Sunday, August 22, 2010

Illustrated: Leo et Acies Eius


M0018 - M0019 - M0020

19. Leo et Acies Eius. Leo, rex quadrupedum, adversus volucres pugnaturus, suorum acies instruebat. Interrogatus autem ab urso quid ei asini inertia aut leporis timiditas ad victoriam conferre possent, quos ibi inter ceteros milites adesse cernebat, respondit, “Asinus tubae suae clangore milites ad pugnam concitabit; lepus vero ob pedum celeritatem tabellarii fungetur officio.” Fabula significat neminem adeo contemptibilem qui aliqua re nobis prodesse non possit.

Leo Imperator

Click here for a SLIDESHOW of all the Billinghurst images. Just as the fable tells us, even the donkey and the rabbit have their place in the lion's retinue! For some addition images, see Aesop's Books.

M0019 (not in Perry). Source: Abstemius 95. This fable is not in Perry’s catalog; Perry omitted most of Abstemius’s fables. For a story where the donkey is not so well received in the lion’s court, see #232.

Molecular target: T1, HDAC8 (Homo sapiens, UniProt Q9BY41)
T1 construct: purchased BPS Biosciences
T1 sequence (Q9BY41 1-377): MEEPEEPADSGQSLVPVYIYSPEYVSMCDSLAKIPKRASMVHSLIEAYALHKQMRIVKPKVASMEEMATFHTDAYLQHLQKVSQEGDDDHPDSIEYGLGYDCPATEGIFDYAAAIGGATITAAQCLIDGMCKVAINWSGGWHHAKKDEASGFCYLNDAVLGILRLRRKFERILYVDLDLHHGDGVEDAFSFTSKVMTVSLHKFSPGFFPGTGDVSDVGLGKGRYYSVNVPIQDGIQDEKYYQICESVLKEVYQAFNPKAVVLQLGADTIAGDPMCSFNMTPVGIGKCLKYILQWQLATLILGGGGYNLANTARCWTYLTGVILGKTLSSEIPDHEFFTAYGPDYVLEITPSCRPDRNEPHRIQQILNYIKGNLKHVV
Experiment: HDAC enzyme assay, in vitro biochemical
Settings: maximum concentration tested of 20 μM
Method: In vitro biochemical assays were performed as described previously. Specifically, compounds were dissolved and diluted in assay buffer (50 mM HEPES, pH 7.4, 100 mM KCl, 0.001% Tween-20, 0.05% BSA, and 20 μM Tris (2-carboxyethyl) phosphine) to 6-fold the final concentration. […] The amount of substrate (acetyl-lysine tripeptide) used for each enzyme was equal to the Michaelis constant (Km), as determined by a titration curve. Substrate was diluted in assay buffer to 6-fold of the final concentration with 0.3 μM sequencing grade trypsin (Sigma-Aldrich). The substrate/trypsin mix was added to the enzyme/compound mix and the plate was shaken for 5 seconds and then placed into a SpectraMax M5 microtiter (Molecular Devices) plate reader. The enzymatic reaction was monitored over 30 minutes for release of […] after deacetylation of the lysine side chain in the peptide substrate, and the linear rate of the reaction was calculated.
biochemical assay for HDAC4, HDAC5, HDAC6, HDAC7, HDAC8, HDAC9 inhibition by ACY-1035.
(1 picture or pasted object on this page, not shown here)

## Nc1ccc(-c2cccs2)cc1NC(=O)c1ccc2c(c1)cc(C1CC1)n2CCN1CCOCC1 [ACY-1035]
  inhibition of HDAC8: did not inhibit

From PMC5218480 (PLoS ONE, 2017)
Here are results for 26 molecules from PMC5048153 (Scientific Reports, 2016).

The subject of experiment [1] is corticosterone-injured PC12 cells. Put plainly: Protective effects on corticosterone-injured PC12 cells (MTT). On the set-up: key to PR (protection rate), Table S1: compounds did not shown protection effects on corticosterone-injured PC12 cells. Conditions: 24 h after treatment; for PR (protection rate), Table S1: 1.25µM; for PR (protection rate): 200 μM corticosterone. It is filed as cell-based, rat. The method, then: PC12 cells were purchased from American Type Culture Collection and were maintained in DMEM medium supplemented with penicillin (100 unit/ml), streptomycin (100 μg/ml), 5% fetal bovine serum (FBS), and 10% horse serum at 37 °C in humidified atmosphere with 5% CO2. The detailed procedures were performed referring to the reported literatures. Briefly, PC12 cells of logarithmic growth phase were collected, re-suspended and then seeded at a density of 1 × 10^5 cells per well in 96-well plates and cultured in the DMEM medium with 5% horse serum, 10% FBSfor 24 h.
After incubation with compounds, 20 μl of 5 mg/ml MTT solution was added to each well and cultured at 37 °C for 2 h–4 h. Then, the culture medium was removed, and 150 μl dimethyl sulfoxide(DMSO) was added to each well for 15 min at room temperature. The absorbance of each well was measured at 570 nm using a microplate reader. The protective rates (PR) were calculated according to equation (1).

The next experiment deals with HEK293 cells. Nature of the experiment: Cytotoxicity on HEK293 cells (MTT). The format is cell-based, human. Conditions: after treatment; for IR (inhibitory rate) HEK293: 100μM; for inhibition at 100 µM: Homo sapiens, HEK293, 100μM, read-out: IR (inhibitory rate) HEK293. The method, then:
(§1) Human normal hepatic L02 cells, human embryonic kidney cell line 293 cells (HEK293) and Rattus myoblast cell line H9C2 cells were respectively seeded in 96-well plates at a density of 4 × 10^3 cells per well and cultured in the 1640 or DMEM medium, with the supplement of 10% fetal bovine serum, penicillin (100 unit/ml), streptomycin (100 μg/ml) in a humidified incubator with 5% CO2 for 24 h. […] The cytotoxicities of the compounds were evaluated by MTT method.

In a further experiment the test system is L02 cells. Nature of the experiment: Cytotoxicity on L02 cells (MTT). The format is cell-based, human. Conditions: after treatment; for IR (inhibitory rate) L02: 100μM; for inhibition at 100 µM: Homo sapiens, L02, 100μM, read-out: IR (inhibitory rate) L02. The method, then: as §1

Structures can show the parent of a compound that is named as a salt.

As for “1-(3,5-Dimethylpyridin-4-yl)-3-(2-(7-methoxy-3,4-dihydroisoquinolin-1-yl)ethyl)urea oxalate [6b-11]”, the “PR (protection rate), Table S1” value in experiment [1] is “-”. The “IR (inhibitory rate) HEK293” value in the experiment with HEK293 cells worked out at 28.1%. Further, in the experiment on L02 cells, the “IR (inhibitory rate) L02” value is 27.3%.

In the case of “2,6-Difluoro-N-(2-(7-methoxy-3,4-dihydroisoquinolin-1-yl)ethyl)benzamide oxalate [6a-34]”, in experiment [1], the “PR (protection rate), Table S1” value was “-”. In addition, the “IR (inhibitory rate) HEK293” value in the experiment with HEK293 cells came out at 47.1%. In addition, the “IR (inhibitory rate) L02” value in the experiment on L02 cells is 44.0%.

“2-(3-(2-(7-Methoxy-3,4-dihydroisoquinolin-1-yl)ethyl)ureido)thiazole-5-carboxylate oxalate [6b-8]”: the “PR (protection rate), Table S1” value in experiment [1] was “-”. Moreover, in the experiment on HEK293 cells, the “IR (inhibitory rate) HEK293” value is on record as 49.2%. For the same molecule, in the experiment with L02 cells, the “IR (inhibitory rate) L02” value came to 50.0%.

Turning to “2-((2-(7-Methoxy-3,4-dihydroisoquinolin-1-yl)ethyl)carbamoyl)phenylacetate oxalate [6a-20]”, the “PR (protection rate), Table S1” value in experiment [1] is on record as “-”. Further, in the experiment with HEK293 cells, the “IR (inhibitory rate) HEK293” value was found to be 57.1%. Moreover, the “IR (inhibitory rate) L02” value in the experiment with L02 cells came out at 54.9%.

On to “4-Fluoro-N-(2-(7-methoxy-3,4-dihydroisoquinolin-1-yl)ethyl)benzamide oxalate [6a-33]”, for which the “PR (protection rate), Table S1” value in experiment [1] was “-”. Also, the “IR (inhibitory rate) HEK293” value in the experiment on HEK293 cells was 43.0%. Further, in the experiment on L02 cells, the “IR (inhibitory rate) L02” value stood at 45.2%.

The Lion and His Battle Array. The lion, king of the beasts, about to go to war with the birds, arranged his followers in a battle array. When asked by the bear how the sluggishness of the donkey or the timidity of the rabbit could bring victory, when he saw them in the midst of the other soldiers, the lion answered: "The donkey will rouse the soldiers to fight with the blaring noise of his trumpet, while the rabbit will carry out the duties of a courier because of the swiftness of his feet." The fable shows that no one is so contemptible that he cannot benefit us in some way or other.

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